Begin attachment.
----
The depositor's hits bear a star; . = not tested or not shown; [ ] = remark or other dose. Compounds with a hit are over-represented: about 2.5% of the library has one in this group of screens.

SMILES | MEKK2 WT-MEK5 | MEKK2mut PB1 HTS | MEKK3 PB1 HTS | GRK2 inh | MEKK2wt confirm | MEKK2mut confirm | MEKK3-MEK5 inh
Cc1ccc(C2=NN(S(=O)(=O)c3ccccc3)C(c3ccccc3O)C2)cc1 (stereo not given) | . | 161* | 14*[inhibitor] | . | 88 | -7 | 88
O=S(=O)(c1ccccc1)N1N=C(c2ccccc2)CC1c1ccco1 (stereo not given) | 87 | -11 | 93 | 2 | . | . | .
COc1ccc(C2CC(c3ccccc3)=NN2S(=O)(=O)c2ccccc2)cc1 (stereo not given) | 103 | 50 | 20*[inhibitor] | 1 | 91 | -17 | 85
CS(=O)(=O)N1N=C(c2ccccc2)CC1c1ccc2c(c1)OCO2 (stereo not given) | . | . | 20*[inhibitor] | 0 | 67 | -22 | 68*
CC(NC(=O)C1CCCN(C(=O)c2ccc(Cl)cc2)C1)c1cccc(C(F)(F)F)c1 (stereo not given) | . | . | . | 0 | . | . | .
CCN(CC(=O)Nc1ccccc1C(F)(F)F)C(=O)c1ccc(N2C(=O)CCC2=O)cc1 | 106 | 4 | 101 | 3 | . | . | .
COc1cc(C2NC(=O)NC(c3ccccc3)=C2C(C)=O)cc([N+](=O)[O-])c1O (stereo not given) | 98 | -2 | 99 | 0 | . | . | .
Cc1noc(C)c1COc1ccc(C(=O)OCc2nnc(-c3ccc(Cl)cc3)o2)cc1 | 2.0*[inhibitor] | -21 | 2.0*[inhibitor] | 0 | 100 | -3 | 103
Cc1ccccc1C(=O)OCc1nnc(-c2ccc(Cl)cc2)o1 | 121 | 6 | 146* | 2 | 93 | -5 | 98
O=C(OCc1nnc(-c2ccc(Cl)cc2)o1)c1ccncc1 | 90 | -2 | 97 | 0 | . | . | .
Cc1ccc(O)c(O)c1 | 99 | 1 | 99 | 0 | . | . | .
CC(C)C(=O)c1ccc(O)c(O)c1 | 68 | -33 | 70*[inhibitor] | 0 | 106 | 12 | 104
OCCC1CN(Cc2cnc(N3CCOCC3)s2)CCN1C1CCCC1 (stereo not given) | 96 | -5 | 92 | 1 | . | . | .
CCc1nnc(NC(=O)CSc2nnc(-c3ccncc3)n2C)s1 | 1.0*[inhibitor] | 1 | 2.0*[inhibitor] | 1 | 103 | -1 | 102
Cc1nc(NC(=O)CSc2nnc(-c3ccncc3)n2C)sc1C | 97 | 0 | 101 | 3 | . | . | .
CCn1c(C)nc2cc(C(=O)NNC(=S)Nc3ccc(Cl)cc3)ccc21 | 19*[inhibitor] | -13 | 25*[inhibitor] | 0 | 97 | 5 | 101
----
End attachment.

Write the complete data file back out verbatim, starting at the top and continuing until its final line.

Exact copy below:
The depositor's hits bear a star; . = not tested or not shown; [ ] = remark or other dose. Compounds with a hit are over-represented: about 2.5% of the library has one in this group of screens.

SMILES | MEKK2 WT-MEK5 | MEKK2mut PB1 HTS | MEKK3 PB1 HTS | GRK2 inh | MEKK2wt confirm | MEKK2mut confirm | MEKK3-MEK5 inh
Cc1ccc(C2=NN(S(=O)(=O)c3ccccc3)C(c3ccccc3O)C2)cc1 (stereo not given) | . | 161* | 14*[inhibitor] | . | 88 | -7 | 88
O=S(=O)(c1ccccc1)N1N=C(c2ccccc2)CC1c1ccco1 (stereo not given) | 87 | -11 | 93 | 2 | . | . | .
COc1ccc(C2CC(c3ccccc3)=NN2S(=O)(=O)c2ccccc2)cc1 (stereo not given) | 103 | 50 | 20*[inhibitor] | 1 | 91 | -17 | 85
CS(=O)(=O)N1N=C(c2ccccc2)CC1c1ccc2c(c1)OCO2 (stereo not given) | . | . | 20*[inhibitor] | 0 | 67 | -22 | 68*
CC(NC(=O)C1CCCN(C(=O)c2ccc(Cl)cc2)C1)c1cccc(C(F)(F)F)c1 (stereo not given) | . | . | . | 0 | . | . | .
CCN(CC(=O)Nc1ccccc1C(F)(F)F)C(=O)c1ccc(N2C(=O)CCC2=O)cc1 | 106 | 4 | 101 | 3 | . | . | .
COc1cc(C2NC(=O)NC(c3ccccc3)=C2C(C)=O)cc([N+](=O)[O-])c1O (stereo not given) | 98 | -2 | 99 | 0 | . | . | .
Cc1noc(C)c1COc1ccc(C(=O)OCc2nnc(-c3ccc(Cl)cc3)o2)cc1 | 2.0*[inhibitor] | -21 | 2.0*[inhibitor] | 0 | 100 | -3 | 103
Cc1ccccc1C(=O)OCc1nnc(-c2ccc(Cl)cc2)o1 | 121 | 6 | 146* | 2 | 93 | -5 | 98
O=C(OCc1nnc(-c2ccc(Cl)cc2)o1)c1ccncc1 | 90 | -2 | 97 | 0 | . | . | .
Cc1ccc(O)c(O)c1 | 99 | 1 | 99 | 0 | . | . | .
CC(C)C(=O)c1ccc(O)c(O)c1 | 68 | -33 | 70*[inhibitor] | 0 | 106 | 12 | 104
OCCC1CN(Cc2cnc(N3CCOCC3)s2)CCN1C1CCCC1 (stereo not given) | 96 | -5 | 92 | 1 | . | . | .
CCc1nnc(NC(=O)CSc2nnc(-c3ccncc3)n2C)s1 | 1.0*[inhibitor] | 1 | 2.0*[inhibitor] | 1 | 103 | -1 | 102
Cc1nc(NC(=O)CSc2nnc(-c3ccncc3)n2C)sc1C | 97 | 0 | 101 | 3 | . | . | .
CCn1c(C)nc2cc(C(=O)NNC(=S)Nc3ccc(Cl)cc3)ccc21 | 19*[inhibitor] | -13 | 25*[inhibitor] | 0 | 97 | 5 | 101